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Excerpt from Oral History Interview with Virginius Dabney, June 10-13, 1975. Interview A-0311-1. Southern Oral History Program Collection (#4007) See Entire Interview >>

The Byrd machine died because of the civil rights movement's gains

Dabney weighs the advantages and disadvantages of the Byrd organization. He argues that the civil rights movement's gains undid much of the political machine because it increased the electorate.

Citing this Excerpt

Oral History Interview with Virginius Dabney, June 10-13, 1975. Interview A-0311-1. Southern Oral History Program Collection (#4007) in the Southern Oral History Program Collection, Southern Historical Collection, Wilson Library, University of North Carolina at Chapel Hill.

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DANIEL JORDAN:
Well, I wonder then if you will give us an assessment of the positive aspects of it and then the negative aspects and then perhaps, the lasting impact of it.
VIRGINIUS DABNEY:
Well, on the positive side, I think that the honesty of the operation was the best thing that you could say. They did have people in positions of authority who were not putting their hands in the till. It really is astonishing to me that as long as I have been around here in Richmond, over fifty years, there has been almost no dishonesty in the state government. One man who was clerk of the Virginia Supreme Court of Appeals embezzled and went to jail. He is the only state official in all that time who has been convicted on any such charge, and it has been extremely rare in that whole half century for such a charge even to be made. It is almost incredible. I have never heard of anybody being offered a bribe, either as a state official or as a member of the legislature. They haven't even been offered a bribe, much less taken one. I think I would have heard of some instances of that sort, if there had been any. Now, at times when the legislature is in session, of course, there is a lot of entertainment. Diners are given for the legislators by various educational institutions and by the truckers and by maybe the hotel people—those who are interested in staying on the right side of the legislators. But that is sort of a mild way of trying to influence anybody, and it is hard to believe that anybody is going to be bought by a dinner at the John Marshall Hotel, which is about all it amounts to. What was the second part, now?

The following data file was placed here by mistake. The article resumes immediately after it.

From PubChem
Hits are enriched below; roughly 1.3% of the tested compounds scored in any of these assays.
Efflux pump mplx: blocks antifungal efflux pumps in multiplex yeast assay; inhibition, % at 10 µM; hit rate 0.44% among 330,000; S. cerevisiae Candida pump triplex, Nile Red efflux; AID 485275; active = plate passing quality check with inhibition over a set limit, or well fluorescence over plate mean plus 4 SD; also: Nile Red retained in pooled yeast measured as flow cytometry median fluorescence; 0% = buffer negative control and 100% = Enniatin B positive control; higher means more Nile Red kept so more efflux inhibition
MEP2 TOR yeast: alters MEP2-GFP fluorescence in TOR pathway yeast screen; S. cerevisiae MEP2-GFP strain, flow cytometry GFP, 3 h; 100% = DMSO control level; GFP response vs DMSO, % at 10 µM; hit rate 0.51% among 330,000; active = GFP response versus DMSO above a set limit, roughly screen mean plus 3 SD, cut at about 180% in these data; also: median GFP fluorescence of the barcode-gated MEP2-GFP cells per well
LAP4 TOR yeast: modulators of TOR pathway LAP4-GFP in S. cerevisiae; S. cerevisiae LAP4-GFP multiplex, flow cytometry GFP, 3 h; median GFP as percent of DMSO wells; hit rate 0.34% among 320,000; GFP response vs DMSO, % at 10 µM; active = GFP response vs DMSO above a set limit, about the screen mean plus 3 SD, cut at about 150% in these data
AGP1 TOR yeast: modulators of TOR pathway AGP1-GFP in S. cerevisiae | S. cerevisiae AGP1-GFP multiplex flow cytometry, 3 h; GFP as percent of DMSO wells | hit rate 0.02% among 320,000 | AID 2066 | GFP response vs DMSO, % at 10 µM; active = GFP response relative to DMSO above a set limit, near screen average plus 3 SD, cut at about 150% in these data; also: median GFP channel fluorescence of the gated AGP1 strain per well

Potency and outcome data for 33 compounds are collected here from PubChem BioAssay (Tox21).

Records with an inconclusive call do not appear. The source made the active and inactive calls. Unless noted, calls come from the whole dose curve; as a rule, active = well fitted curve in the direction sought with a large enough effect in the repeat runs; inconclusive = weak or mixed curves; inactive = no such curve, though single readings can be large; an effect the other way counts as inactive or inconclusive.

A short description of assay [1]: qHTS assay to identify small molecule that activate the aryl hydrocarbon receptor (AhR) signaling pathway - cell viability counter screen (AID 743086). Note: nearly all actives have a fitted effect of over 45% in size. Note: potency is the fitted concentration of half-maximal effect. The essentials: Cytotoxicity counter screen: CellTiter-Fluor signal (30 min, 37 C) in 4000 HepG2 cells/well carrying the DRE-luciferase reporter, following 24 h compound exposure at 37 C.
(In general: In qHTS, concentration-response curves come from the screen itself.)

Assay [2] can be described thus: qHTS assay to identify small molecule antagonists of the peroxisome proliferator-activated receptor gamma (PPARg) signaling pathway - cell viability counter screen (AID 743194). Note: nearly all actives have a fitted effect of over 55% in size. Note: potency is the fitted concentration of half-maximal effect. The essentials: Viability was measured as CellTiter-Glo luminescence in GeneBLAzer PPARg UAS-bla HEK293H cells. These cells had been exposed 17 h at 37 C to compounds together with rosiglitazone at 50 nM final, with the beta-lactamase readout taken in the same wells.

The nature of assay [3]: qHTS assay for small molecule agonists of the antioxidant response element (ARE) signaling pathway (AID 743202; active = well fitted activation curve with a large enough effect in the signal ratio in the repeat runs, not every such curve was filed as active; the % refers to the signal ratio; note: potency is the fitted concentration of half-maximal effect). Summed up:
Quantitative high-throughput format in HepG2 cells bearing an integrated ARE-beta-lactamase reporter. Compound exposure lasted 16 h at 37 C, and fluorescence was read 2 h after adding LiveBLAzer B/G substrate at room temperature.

DANIEL JORDAN:
Well, the positive aspects of it and then the negative.
VIRGINIUS DABNEY:
Obviously, this operation was a tightly controlled one, and a lot of people who could have made a contribution and could have served advantageously in public positions, in the state government or legislature, were frozen out. They might have done a better job than those who in. It was a minority operation, with an astoundingly small vote in statewide elections during that whole period. Governors would be elected by something like 11 or 12% of the electors, or even fewer. That just isn't good. The level of government, within limits, was good. Not enough money was spent on schools or welfare, but the money was honestly spent. I don't think the black schools got their share at all, or the publicly supported colleges. They were given a small part of the budget, and just told that that was all they could have. The funds were not fairly apportioned. The result was that by the 1950s, Virginia was practically at the bottom of the list among all the states in expenditures for education, welfare, health and similar things. It was really indefensible and it was all because the organization and its leader, Harry Byrd, didn't believe in spending money for these things, in the way that other states were spending. He felt that people could get along with less than most states were giving them, partly because of his own upbringing. When you look at the ranking of Virginia in those various categories, you were really made ashamed. The turn-around was due more than anything else, to Mills Godwin, who came in at the time when we were almost at the bottom of everything He got the sales tax through and the amendments to the constitution, so that money could be spent in enormous quantities to bring Virginia up to where the state ought to be.